• Speaking of snacks... most parties have finger foods that are made entirely of gluten/wheat: crackers, quiches, breaded mozzarella sticks, cream puffs, cake, cookies, pretzels, you name it! Even if the dish is gfree, say some kind of dipping sauce, you can't be sure its 100% safe since other people tend to not be as careful and like to "double dip" or maybe in triple or quadruple dip. Crumbs from food containing gluten may be indirectly and unknowingly ingested by you, and then you get sick. The number one golden rule for gfreers is: WHEN IN DOUBT, JUST DON'T EAT IT. It's better to be hungry, than to be sick. Trust me. I always suggest having gfree snacks in your purse or bag in case you get the munchies. Bringing gfree snacks to share is cool too! I've found that many snacks that I used to eat before I was diagnosed were naturally gfree (ie popcorn, some veggie chips) and people won't think your snack is weird since it doesn't have the words GFREE sprawled across the label (although I like when food companies are super clear like that!!)
  • If people offer you food that you know you can't eat, don't just say no. Kindly explain that you have a gluten allergy and that the item they offered you is not safe for you to eat. You don't really need to go into alot of detail about your diagnosis and the history of how you became a gfree eater (although most people I talk to are highly interested, and so I'll tell them). Let them know that they don't have to go out of their way to serve you or bring/make you food because you either ate beforehand or have food with you. They'll still feel bad, but at least they won't feel like it's their fault they gave you food that made you sick (which is much worse in my opinion)!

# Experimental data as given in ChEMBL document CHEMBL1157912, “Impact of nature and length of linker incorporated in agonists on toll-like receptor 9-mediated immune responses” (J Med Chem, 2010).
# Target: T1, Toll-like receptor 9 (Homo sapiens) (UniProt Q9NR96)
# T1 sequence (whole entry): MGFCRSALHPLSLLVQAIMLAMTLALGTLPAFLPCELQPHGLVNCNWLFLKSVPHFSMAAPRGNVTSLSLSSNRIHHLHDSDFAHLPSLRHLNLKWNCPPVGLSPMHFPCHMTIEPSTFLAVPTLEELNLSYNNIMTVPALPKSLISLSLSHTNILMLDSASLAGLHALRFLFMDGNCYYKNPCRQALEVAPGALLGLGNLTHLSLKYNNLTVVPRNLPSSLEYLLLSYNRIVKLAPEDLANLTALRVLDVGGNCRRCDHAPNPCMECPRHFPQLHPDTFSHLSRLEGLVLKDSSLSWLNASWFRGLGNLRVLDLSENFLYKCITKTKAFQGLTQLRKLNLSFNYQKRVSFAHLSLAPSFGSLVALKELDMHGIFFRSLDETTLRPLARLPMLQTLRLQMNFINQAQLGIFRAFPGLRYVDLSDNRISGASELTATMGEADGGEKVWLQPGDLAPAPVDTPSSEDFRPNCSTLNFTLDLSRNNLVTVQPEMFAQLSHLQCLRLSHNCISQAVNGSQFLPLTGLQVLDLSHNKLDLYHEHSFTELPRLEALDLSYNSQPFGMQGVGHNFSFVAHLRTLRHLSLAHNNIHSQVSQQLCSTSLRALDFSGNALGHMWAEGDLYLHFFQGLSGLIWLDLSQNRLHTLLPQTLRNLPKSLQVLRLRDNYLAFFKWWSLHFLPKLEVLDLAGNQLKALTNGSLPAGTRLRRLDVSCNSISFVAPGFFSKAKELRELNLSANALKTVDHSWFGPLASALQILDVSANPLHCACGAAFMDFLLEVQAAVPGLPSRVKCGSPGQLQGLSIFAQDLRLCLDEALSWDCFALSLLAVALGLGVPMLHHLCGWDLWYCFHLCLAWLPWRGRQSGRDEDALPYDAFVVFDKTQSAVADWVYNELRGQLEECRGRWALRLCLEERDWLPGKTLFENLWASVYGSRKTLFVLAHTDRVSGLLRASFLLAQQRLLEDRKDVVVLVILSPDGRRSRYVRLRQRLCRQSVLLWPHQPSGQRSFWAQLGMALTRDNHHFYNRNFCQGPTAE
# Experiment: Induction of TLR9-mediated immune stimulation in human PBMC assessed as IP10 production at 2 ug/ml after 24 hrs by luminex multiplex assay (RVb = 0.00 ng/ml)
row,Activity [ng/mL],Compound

Summary/ Take Away
1) Eat before going to a party/hang out since you can't be sure of contamination or if safe food will be provided.
2) BYOGS- Bring your own gfree snacks! Bring gfree snacks to share too! :)
3) If someone offers you food, tell them gently that you can't eat it because you have a food allergy. Make them not feel bad by saying you ate beforehand or you have snacks you brought that you can eat. Try not to overwhelm someone with your gfree history unless they want to know. Never assume they want to hear about your medical history!
4) WHEN IN DOUBT, DON'T EAT IT!! It's not worth even if it looks incredibly tasty and everyone else is eating it. Getting sick is much worse and its a downer to any party.

Good luck and eat safely!



Great tips. This is one of the tougher areas to tackle when eating gluten-free and trying to keep safe!

Thank you! Please look forward to more updates to this section in the near future! :)

I feel like I need to print this out on a little card and keep it with me at all times. :) I face these "sticky situations" every day it seems. I really agree with what you were saying with keeping those GF snacks with me on the go, because the hardest is being with other people in social situations and just having that "weak" moment when I think "your just making all this up in your head, one bite won't hurt...." Then of course it does hurt.... Thank you again for your care and help and advice, keep it coming....